ICE offers a year-round series of lectures called Meet the Culinary Entrepreneurs, during which a wide range of successful culinary business leaders and luminaries share their expertise with students and guests. Yesterday, Tito Beveridge, the founder and master distiller of Tito’s Handmade Vodka came to speak about his experience founding the first legal distillery in Texas and making a vodka so good it earned a Unanimous Judge’s Decision Double Gold Medal in the 2001 Worlds Spirit Competition.
Tito’s produces world-class vodka at a reasonable price, but Beveridge was not always in the beverage business. Named after his grandfather, Tito was born Bert Butler Beveridge III, but everyone called him Bertito or Tito. His grandfather’s advice was always, “Do something you love for a living, and the worst that’ll happen is you’ve spent your time doing something you loved.” But Beveridge did not heed that advice. Instead he worked as a roughneck on an oilrig, majored in geophysics, mowed lawns, delivered cheeseburgers, was a seismic data processor, headed a seismic dynamite crew in Venezuela, lead a drilling team in Texas, did some environmental engineering and was a mortgage banker before he ever thought about getting into the beverage industry.
One night, he came home from a party and saw a TV program advising making a list of the things you love to do and the things that you are good at to come up with your dream job. “Given that I was a little buzzed, my list of things I liked included girls, bars, partying and restaurants. I was good at science, fixing things and engineering.” At the same time, Beveridge was making gifts for friends by flavoring vodkas with chilies or fruits. When a stranger complimented his vodkas and told him he should sell them, it clicked and Beveridge decided to get into the vodka business.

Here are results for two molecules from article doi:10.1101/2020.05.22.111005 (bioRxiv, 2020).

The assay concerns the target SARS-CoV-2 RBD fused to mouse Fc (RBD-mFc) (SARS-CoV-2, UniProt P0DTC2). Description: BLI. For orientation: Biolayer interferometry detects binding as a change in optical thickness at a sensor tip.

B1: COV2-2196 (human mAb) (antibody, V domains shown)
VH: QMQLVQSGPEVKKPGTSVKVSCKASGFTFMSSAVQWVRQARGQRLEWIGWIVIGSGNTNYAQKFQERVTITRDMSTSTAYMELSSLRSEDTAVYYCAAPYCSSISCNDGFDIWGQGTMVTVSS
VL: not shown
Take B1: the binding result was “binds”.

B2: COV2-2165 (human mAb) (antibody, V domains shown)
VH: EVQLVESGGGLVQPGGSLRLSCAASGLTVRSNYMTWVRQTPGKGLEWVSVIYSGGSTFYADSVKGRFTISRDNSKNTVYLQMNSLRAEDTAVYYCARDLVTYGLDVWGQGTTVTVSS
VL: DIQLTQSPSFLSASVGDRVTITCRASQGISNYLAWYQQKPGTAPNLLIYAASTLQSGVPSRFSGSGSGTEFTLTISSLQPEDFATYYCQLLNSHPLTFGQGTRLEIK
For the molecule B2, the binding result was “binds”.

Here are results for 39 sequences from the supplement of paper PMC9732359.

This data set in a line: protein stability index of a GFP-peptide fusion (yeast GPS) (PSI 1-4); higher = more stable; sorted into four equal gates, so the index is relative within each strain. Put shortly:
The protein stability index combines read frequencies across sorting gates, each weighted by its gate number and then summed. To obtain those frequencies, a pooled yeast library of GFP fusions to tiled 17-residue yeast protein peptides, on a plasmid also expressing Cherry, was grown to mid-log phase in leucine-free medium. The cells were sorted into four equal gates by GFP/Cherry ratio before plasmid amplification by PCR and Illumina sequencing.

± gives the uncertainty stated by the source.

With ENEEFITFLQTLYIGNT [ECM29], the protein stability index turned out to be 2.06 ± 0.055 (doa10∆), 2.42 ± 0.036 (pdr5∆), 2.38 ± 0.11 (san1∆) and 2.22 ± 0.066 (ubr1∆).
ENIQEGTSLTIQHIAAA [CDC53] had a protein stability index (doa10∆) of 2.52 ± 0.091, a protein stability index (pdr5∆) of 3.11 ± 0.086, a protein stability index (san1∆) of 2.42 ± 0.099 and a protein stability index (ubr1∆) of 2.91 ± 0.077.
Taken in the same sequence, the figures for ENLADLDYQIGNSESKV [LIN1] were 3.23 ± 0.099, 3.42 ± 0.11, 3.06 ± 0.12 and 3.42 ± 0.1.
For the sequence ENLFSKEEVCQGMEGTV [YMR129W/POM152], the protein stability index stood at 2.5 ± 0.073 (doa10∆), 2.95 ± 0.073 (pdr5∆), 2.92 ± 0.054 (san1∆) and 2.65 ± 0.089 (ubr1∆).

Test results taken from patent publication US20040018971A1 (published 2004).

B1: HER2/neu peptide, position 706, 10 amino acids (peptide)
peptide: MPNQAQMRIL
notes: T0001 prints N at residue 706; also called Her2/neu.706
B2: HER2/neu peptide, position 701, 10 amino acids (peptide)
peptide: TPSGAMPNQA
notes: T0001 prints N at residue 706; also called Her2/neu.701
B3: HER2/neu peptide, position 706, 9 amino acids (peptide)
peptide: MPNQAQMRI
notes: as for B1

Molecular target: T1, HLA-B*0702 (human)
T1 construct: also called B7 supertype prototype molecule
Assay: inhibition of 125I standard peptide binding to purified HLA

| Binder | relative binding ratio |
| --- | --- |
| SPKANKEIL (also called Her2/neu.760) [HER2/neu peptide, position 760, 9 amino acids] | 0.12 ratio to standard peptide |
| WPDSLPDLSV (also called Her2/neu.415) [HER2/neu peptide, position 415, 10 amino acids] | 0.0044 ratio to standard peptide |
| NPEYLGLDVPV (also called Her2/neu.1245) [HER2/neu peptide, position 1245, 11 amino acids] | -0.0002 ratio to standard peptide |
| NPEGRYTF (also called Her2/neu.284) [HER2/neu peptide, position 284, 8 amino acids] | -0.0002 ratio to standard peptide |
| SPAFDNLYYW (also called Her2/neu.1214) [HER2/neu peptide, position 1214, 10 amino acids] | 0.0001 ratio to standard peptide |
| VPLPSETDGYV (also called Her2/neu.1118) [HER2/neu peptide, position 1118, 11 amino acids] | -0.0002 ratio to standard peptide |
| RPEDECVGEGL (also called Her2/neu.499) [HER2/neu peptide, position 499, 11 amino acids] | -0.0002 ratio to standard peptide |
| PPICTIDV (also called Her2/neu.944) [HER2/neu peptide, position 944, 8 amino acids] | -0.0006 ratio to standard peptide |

Originally he wanted to sell flavored vodkas, but a liquor store owner advised him to make a “vodka so smooth a girl will drink it straight and a guy will buy it for her.” Beveridge put his engineering experience to work and learned how to distill vodka through trial and error. He worked on different recipes, giving blind taste tests until he found a formulation for a vodka his friends picked as their favorite every time.
As he bumbled along figuring out how to make high quality vodka, he also was figuring out the business and legal end of owning a spirit distillery. In the first years, he would wait by the mailbox until a check came, cash it, buy supplies, make a batch of vodka in his one-man, one-room distillery and head out on the road to sell it. It took seven years until Beveridge was able to break even. He joked that he started his business using, “the scrappy Joe method.”
After the audience tasted the vodka, Beveridge explained, “This is a lot more fun than all my other jobs, and I want my friends to be able to afford it.” He added, “I make vodka I like to drink. It’s a labor of love, so I want to enjoy it at the end of the day.”